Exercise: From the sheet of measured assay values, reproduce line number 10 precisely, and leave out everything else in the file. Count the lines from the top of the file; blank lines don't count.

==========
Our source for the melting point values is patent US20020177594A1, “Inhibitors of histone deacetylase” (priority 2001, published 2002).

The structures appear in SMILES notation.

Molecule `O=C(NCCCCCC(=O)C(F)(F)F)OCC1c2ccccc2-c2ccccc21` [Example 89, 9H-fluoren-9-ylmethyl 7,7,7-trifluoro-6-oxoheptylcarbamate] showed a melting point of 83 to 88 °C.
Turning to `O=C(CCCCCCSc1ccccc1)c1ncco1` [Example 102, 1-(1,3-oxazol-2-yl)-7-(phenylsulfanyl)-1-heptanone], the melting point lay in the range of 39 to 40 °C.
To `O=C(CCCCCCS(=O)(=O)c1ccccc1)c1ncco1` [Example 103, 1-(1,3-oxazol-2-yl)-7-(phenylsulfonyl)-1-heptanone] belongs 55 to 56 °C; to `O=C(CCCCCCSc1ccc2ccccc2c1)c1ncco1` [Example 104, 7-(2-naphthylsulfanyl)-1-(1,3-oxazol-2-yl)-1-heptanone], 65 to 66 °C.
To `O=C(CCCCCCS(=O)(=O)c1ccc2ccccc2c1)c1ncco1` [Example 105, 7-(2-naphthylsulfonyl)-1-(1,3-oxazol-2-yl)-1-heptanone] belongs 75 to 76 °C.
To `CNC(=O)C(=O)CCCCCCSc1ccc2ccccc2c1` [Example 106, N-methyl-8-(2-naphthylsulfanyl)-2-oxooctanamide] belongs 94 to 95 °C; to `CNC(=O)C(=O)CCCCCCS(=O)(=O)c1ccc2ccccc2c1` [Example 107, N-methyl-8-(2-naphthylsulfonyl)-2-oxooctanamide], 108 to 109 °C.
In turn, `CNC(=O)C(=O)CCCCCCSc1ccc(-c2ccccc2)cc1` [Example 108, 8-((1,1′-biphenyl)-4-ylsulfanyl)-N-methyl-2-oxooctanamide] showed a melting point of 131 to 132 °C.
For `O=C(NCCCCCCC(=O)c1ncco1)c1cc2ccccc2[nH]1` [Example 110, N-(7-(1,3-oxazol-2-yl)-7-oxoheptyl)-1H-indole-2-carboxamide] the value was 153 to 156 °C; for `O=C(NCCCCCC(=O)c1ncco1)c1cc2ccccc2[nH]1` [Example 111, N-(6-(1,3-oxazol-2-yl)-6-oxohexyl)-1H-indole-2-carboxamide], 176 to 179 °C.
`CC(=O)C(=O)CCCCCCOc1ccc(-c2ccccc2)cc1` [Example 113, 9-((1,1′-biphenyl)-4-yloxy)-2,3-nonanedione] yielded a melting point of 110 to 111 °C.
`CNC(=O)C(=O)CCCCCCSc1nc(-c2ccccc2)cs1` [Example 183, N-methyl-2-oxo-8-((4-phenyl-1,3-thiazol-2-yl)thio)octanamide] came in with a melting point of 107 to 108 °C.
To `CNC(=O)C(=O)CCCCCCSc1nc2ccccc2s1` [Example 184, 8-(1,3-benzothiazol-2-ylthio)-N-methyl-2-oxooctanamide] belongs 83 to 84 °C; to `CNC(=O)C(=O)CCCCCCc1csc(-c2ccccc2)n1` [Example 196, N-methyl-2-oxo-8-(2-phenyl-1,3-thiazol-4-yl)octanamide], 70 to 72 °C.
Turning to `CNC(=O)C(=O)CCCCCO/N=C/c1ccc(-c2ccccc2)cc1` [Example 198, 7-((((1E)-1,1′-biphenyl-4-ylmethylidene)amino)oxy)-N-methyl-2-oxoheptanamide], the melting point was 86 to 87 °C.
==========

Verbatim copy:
`CC(=O)C(=O)CCCCCCOc1ccc(-c2ccccc2)cc1` [Example 113, 9-((1,1′-biphenyl)-4-yloxy)-2,3-nonanedione] yielded a melting point of 110 to 111 °C.